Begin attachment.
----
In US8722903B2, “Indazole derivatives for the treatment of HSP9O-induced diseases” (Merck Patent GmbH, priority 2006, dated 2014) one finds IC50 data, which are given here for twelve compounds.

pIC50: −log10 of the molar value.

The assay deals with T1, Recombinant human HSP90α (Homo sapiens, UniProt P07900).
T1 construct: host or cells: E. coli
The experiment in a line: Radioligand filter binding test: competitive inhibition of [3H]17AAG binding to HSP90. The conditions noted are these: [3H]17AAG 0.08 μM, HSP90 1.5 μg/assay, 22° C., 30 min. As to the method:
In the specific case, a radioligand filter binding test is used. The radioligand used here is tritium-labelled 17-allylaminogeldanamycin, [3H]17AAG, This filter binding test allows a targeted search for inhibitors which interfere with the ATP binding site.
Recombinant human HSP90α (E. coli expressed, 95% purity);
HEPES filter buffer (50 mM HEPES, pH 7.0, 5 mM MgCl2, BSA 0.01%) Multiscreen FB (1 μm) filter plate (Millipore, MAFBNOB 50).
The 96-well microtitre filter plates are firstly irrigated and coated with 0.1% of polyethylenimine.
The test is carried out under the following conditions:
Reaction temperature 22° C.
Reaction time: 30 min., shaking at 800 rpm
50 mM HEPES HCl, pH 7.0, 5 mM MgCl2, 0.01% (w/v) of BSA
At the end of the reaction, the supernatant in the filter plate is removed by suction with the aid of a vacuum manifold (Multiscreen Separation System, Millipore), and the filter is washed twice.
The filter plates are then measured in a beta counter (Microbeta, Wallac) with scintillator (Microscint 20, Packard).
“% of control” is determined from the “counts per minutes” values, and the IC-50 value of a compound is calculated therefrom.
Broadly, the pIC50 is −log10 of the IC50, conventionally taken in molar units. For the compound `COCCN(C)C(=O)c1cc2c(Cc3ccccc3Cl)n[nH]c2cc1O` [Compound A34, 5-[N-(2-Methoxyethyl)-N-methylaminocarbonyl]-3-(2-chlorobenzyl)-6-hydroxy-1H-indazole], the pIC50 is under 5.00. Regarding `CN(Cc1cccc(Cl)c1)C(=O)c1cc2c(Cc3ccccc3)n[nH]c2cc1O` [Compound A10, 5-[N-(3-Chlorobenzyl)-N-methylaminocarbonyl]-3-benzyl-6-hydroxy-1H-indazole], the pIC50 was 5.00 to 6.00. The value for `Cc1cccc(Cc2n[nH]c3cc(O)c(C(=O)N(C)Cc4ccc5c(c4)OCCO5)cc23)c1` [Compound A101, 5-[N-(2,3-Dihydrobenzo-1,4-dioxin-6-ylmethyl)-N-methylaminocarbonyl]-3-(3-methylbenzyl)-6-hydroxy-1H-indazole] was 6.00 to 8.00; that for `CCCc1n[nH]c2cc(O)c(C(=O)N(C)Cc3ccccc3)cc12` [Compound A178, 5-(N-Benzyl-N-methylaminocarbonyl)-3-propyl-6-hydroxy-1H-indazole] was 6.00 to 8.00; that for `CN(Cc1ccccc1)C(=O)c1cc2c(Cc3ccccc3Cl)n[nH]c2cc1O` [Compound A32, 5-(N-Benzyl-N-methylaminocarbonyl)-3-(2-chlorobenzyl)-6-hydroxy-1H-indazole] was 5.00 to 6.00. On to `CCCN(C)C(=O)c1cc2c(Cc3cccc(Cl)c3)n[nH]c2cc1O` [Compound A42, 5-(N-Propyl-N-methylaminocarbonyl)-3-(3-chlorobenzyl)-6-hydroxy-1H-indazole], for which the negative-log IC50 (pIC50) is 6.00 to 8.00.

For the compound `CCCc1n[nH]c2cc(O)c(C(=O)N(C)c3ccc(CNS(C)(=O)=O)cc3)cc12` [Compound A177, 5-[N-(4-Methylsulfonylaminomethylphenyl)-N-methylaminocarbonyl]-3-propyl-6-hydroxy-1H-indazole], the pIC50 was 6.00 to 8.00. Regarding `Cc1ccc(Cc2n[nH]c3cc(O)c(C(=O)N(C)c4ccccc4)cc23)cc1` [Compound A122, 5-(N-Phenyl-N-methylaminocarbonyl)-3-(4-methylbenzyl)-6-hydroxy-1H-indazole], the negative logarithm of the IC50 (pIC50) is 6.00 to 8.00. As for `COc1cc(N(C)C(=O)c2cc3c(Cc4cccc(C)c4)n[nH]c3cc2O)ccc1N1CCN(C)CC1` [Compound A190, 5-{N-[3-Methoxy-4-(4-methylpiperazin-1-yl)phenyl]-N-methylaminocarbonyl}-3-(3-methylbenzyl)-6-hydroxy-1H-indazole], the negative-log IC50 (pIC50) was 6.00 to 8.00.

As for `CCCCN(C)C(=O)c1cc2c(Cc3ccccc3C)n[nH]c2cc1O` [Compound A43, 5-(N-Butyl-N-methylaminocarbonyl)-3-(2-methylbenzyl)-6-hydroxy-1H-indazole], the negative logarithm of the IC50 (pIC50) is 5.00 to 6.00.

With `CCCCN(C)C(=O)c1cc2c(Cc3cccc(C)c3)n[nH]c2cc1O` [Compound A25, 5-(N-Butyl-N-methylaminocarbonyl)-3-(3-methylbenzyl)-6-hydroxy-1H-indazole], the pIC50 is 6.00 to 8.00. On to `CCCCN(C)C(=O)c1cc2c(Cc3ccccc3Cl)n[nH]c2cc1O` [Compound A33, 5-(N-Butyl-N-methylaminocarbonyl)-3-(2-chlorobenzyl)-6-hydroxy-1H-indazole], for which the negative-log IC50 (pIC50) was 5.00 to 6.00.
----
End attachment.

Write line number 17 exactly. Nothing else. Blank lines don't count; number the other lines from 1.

Broadly, the pIC50 is −log10 of the IC50, conventionally taken in molar units. For the compound `COCCN(C)C(=O)c1cc2c(Cc3ccccc3Cl)n[nH]c2cc1O` [Compound A34, 5-[N-(2-Methoxyethyl)-N-methylaminocarbonyl]-3-(2-chlorobenzyl)-6-hydroxy-1H-indazole], the pIC50 is under 5.00. Regarding `CN(Cc1cccc(Cl)c1)C(=O)c1cc2c(Cc3ccccc3)n[nH]c2cc1O` [Compound A10, 5-[N-(3-Chlorobenzyl)-N-methylaminocarbonyl]-3-benzyl-6-hydroxy-1H-indazole], the pIC50 was 5.00 to 6.00. The value for `Cc1cccc(Cc2n[nH]c3cc(O)c(C(=O)N(C)Cc4ccc5c(c4)OCCO5)cc23)c1` [Compound A101, 5-[N-(2,3-Dihydrobenzo-1,4-dioxin-6-ylmethyl)-N-methylaminocarbonyl]-3-(3-methylbenzyl)-6-hydroxy-1H-indazole] was 6.00 to 8.00; that for `CCCc1n[nH]c2cc(O)c(C(=O)N(C)Cc3ccccc3)cc12` [Compound A178, 5-(N-Benzyl-N-methylaminocarbonyl)-3-propyl-6-hydroxy-1H-indazole] was 6.00 to 8.00; that for `CN(Cc1ccccc1)C(=O)c1cc2c(Cc3ccccc3Cl)n[nH]c2cc1O` [Compound A32, 5-(N-Benzyl-N-methylaminocarbonyl)-3-(2-chlorobenzyl)-6-hydroxy-1H-indazole] was 5.00 to 6.00. On to `CCCN(C)C(=O)c1cc2c(Cc3cccc(Cl)c3)n[nH]c2cc1O` [Compound A42, 5-(N-Propyl-N-methylaminocarbonyl)-3-(3-chlorobenzyl)-6-hydroxy-1H-indazole], for which the negative-log IC50 (pIC50) is 6.00 to 8.00.